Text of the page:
Would a pair of womens bike shorts hold up the goochie bag better than a mens pair?

Here is what I mean…

I bought a pair of mens bike shorts hoping that they will fit snug enough to keep me from pinching or sitting on my sac. The bike shorts work ok, but after a few falls off the unicycle they settle lower and they need readjustment.

I don’t want to keep reaching in and readjusting.

So, I know this is a weird question, but would a womens pair of bike shorts hold things where I want them better? I think they might.

I am sure someone out there might have seen both pairs side by side.

Maybe a lady has a male friend that would try this??? I just don’t have any idea what the difference is between the two pairs.

If They were worn under a pair of board shorts no one would know.

And NO, I am not a cross dresser! I almost didn’t post this.

Womens bike shorts are cut differently than mens. They allow more room for hips, and are usually shorter at the waistband, and the legs. Generally the more expensive bike shorts have more panels of fabric allowing a better fit in the range of motion. This helps things stay put, and reduces chaffing. The better shorts have gripper elastic around the hem, and sometimes at the waist to keep the shorts from slipping, or bunching up.

I don’t think women’s shorts will help too much, and may accentuate the problem. Sometimes we just need an adjustment. Of course a better solution would be to not fall, but given the tippy nature of a uni it’s a tall order.

Unicycle shorts

Bike shorts have been satifactory on two wheels but not on one. For me, they are worse than just regular clothes.

My notion of a “better mousetrap” is bike shorts incorporating a jock strap that would then be called unicyle shorts.

What time does the patent office open?

My experience with cycling shorts is that a “good enough fit” is more difficult to achieve for unicycling than bicycling. I have 4 or 5 pairs that all fit a little differently and are more or less ideal depending on my current weight and muscle tone.

I recommend trying a different brand, which will be cut and sized a little differently.

Three solutions:

  1. Don’t fall as much :stuck_out_tongue:
  2. Just keep readjusting…I think most riders do this anyway, or work it in to their mounting technique.
  3. Get your bike shorts a size smaller than whatever you currently have.

Don’t get women’s shorts.

Take a bit of time as you put you weight on the saddle to squirm about and move your knees outwards. You can almost always avoid sitting on your plums without using your hands but it is a skill, if perhaps a bizarre one, and like any skill requires practice.

I’ve been trying out a pair of bib knicks lately, not these but this kind of thing:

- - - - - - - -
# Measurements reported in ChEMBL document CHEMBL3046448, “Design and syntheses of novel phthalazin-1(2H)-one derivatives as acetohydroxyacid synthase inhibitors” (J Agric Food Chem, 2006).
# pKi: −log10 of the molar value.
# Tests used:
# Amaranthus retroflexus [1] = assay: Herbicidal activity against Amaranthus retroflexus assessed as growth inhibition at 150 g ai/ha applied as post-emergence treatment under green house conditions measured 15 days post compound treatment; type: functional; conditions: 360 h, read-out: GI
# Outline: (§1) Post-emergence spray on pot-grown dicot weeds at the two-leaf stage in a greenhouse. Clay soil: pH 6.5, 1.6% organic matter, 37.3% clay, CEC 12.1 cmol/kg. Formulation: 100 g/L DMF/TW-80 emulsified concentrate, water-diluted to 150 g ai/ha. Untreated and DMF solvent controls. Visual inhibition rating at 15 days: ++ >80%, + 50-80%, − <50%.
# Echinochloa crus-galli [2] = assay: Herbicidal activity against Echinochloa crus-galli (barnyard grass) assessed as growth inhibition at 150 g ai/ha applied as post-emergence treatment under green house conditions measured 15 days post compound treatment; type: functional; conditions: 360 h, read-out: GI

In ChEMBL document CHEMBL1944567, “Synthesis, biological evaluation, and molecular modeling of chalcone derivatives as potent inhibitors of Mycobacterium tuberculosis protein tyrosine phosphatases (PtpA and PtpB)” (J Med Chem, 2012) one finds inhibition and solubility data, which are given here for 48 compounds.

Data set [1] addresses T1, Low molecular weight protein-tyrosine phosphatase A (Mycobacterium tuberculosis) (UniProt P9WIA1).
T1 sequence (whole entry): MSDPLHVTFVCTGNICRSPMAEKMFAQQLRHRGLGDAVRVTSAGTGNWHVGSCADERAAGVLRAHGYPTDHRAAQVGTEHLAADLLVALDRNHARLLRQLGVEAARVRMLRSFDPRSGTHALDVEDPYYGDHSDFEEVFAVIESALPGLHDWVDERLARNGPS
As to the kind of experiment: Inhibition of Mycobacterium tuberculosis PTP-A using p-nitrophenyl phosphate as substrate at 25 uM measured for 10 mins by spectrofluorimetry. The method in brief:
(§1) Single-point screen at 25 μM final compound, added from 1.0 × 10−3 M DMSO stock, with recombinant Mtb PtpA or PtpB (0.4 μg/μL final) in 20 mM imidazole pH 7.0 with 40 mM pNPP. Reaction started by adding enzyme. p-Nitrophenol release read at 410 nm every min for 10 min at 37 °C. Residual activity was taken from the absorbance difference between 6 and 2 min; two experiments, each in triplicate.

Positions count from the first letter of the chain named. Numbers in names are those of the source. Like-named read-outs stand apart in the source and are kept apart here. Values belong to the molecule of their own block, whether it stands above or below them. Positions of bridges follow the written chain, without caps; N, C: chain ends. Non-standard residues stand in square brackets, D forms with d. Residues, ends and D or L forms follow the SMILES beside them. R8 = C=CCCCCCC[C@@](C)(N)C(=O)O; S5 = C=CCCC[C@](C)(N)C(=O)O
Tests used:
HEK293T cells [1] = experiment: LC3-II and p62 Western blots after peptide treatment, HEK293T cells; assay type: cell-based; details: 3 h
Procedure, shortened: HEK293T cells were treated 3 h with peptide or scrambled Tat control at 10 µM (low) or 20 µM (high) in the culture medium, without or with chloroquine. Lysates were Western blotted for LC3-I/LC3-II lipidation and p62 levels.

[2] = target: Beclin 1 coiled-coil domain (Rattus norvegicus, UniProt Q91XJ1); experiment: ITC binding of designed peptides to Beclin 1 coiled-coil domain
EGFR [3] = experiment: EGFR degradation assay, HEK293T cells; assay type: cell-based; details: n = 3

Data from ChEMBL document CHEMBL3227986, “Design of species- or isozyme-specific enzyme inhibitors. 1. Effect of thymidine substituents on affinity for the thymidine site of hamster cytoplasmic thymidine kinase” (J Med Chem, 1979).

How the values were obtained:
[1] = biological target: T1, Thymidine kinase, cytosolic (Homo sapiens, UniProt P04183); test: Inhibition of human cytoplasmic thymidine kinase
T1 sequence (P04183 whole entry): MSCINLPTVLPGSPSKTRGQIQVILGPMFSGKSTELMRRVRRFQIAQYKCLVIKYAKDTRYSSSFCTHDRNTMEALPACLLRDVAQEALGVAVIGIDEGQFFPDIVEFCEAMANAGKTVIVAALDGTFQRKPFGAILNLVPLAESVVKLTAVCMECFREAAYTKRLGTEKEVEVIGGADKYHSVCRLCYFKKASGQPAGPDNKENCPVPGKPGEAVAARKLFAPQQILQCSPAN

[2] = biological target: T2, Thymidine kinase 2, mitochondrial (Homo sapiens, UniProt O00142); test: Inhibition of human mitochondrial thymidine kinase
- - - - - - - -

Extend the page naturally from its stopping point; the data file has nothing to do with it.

I was kinda skeptical beforehand but it turns out they are really comfortable for unicycling and the bib or whatever it’s called helps keep the knicks in place and support junk, noticeably more than standard knicks.

Bike Shorts

On the advice of a cyclist friend, I bought a pair of Sugoi Evolution shorts. Worn without underwear they are a big improvement. I suspect they would be even better with a different arrangement of the padding because the pressure area for unicyclists is more towards the front.


Right. Bibs are the way to go. I had mine for years and don’t ride a meter without them.

Just wear loose fitting shorts and dangle one goolie each side of the seat, like panniers.

Obviously on a warm day there is a risk they’ll catch in the spokes (or, on a giraffe, the chain) but are you a man or a mouse?

I agree with drumstuck completely. I’m a newbie who can only ride with padded cycle shorts. I’m already starting to notice that I can “squirm about” to improve the position of my nads. It’s definately a fledgling skill for me that didn’t exist at all when I started but will probably improve greatly in the future.

Thanks everyone,
I had a pair of Canari Velo Gel Cycling Shorts and tried them around the block.
They seemed to fit ok but the stitching came loose so I returned them and bought a better brand. The brand I have been wearing are pearl izumi.

I think that the Pearl izumi fit looser on me than the Canari’s did. Maybe a smaller size would be all I need.


I recently bought a pair of Specialized mountain bike shorts that have cycling shorts inside of them and the fit / comfort seems to work well

I agree on the bib shorts.

I used to ride a bike a lot, but I never got to the point of thinking I needed the best shorts. A uni has changed my thinking on that matter.

2 hours or so of riding is ok. More than that I need the best shorts.

I find that even with all the precautions, preparation and after care, 3++ to 4 hours or more in the saddle is tough with average to better shorts, in my opinion. After the longer rides, I then have to take days off to heal up a bit, so…

Reference some previous postings where is was looking for better padding options, I went for the Castelli Endurance Bib Shorts (on sale!!).

Quite a difference, imo, even in comparison to the better quality shorts I had before. The shoulder straps on the bid shorts keep the tension hiking upwards!!!

They are a tad spendy, but I’m really not happy with saddle soreness, so it’s worth it.

My advice would be to go directly to the best shorts you can buy and bypass spending money on type trailing all the intermediate versions.